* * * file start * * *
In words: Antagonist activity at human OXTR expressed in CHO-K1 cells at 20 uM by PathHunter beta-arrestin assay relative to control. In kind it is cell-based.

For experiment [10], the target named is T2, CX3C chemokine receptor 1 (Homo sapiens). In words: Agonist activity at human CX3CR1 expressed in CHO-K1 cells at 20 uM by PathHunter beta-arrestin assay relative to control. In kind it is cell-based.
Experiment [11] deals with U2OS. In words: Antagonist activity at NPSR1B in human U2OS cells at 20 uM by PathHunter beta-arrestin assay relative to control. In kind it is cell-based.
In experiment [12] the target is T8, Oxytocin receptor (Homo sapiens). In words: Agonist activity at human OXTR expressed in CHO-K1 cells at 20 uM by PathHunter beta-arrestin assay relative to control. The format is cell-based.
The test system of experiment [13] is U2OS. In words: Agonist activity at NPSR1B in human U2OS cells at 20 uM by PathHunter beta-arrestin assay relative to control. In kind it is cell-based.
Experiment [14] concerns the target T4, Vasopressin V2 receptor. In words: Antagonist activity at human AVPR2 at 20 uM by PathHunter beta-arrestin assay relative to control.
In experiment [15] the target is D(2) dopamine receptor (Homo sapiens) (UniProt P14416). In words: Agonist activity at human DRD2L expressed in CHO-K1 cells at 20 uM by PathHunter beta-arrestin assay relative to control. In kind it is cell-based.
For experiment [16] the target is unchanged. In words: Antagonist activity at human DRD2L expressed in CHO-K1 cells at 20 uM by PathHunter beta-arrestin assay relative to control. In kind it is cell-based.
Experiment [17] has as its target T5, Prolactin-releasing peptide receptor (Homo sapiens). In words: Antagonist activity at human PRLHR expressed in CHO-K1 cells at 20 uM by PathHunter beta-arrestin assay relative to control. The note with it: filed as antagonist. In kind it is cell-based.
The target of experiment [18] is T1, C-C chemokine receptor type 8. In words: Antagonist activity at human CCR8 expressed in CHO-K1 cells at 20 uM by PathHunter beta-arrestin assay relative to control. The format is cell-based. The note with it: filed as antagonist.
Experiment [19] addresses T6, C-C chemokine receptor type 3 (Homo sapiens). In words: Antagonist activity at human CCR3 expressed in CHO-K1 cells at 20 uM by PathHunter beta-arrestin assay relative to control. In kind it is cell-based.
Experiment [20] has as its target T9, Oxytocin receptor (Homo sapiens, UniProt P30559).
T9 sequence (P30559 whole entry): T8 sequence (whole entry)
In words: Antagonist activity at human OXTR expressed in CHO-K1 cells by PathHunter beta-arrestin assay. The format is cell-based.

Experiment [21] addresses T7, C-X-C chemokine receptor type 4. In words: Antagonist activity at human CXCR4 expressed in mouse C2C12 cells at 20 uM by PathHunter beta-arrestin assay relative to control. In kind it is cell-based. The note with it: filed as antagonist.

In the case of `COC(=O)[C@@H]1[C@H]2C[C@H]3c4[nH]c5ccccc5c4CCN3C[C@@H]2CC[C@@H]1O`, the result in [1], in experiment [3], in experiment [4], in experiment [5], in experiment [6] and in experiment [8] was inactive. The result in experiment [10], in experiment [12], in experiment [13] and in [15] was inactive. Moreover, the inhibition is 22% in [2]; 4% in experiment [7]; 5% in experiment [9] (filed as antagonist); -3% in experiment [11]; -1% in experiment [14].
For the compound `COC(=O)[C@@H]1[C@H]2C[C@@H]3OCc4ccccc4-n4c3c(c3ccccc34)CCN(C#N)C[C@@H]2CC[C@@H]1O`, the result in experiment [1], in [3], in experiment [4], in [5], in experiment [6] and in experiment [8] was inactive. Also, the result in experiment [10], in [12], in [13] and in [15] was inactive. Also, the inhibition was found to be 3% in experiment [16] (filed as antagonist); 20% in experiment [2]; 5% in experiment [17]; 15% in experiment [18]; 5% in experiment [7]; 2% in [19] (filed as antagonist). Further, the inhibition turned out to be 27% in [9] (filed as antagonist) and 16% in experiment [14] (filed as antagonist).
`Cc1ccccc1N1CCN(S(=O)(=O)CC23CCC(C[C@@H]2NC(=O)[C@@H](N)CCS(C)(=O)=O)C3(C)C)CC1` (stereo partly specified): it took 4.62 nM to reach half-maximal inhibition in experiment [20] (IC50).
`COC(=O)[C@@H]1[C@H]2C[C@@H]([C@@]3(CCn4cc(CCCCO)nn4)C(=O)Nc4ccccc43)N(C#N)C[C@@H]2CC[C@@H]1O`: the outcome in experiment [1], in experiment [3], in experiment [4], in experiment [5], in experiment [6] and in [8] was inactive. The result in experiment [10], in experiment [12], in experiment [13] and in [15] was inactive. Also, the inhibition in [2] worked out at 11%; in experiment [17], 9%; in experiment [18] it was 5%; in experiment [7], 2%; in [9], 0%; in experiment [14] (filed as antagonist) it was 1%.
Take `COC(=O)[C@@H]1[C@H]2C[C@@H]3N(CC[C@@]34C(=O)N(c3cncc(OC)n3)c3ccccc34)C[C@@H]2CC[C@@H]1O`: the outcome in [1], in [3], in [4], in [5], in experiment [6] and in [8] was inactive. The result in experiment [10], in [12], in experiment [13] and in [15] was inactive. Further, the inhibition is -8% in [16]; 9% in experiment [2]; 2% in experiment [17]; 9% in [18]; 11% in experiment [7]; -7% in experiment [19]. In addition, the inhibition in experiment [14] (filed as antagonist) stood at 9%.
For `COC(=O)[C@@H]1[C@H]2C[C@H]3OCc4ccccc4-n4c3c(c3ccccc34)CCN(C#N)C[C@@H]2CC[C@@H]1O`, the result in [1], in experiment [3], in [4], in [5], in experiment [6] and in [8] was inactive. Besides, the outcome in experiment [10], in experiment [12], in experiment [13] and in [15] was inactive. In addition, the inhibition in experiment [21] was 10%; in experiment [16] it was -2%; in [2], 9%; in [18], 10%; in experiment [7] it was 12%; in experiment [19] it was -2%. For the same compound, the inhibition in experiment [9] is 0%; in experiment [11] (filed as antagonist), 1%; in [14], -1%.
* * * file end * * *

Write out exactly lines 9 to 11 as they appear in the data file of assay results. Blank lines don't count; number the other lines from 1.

Experiment [17] has as its target T5, Prolactin-releasing peptide receptor (Homo sapiens). In words: Antagonist activity at human PRLHR expressed in CHO-K1 cells at 20 uM by PathHunter beta-arrestin assay relative to control. The note with it: filed as antagonist. In kind it is cell-based.
The target of experiment [18] is T1, C-C chemokine receptor type 8. In words: Antagonist activity at human CCR8 expressed in CHO-K1 cells at 20 uM by PathHunter beta-arrestin assay relative to control. The format is cell-based. The note with it: filed as antagonist.
Experiment [19] addresses T6, C-C chemokine receptor type 3 (Homo sapiens). In words: Antagonist activity at human CCR3 expressed in CHO-K1 cells at 20 uM by PathHunter beta-arrestin assay relative to control. In kind it is cell-based.